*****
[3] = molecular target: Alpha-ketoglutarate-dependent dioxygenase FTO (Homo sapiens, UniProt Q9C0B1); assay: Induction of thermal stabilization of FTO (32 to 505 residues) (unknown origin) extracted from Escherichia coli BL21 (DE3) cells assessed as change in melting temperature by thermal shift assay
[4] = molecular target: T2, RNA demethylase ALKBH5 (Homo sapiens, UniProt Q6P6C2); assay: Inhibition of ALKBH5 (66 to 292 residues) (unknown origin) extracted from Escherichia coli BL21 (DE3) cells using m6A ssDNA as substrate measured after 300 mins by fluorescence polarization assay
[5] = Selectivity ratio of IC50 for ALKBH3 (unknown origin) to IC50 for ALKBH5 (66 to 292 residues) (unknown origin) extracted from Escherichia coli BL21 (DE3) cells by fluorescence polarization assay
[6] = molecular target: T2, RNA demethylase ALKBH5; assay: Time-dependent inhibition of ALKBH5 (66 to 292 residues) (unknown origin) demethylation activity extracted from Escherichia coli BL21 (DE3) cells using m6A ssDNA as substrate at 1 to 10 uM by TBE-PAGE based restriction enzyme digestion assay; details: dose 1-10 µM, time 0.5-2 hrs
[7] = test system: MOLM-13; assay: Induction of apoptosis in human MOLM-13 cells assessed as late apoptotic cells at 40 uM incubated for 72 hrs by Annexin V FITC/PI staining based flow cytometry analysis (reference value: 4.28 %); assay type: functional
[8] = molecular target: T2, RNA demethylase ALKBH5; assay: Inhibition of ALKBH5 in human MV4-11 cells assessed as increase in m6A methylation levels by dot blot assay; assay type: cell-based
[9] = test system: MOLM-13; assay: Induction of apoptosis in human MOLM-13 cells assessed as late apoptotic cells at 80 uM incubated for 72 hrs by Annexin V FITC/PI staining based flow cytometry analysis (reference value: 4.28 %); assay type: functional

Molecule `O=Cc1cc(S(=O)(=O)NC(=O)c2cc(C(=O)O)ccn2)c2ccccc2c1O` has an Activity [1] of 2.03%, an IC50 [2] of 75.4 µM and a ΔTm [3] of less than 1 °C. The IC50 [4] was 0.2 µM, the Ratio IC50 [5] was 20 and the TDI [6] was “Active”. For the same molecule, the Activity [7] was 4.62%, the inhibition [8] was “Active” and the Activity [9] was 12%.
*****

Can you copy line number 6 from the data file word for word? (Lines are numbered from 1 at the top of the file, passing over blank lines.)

[8] = molecular target: T2, RNA demethylase ALKBH5; assay: Inhibition of ALKBH5 in human MV4-11 cells assessed as increase in m6A methylation levels by dot blot assay; assay type: cell-based